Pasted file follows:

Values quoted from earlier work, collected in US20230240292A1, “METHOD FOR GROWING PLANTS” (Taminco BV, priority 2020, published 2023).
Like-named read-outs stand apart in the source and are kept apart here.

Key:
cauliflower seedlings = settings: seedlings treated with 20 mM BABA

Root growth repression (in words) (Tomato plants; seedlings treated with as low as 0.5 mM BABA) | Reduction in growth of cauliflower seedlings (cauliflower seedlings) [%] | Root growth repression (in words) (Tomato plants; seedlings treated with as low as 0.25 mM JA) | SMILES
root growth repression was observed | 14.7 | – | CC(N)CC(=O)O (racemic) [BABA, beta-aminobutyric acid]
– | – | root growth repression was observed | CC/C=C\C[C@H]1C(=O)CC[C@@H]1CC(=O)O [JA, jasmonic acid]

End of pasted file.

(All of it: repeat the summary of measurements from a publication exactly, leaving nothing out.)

Values quoted from earlier work, collected in US20230240292A1, “METHOD FOR GROWING PLANTS” (Taminco BV, priority 2020, published 2023).
Like-named read-outs stand apart in the source and are kept apart here.

Key:
cauliflower seedlings = settings: seedlings treated with 20 mM BABA

Root growth repression (in words) (Tomato plants; seedlings treated with as low as 0.5 mM BABA) | Reduction in growth of cauliflower seedlings (cauliflower seedlings) [%] | Root growth repression (in words) (Tomato plants; seedlings treated with as low as 0.25 mM JA) | SMILES
root growth repression was observed | 14.7 | – | CC(N)CC(=O)O (racemic) [BABA, beta-aminobutyric acid]
– | – | root growth repression was observed | CC/C=C\C[C@H]1C(=O)CC[C@@H]1CC(=O)O [JA, jasmonic acid]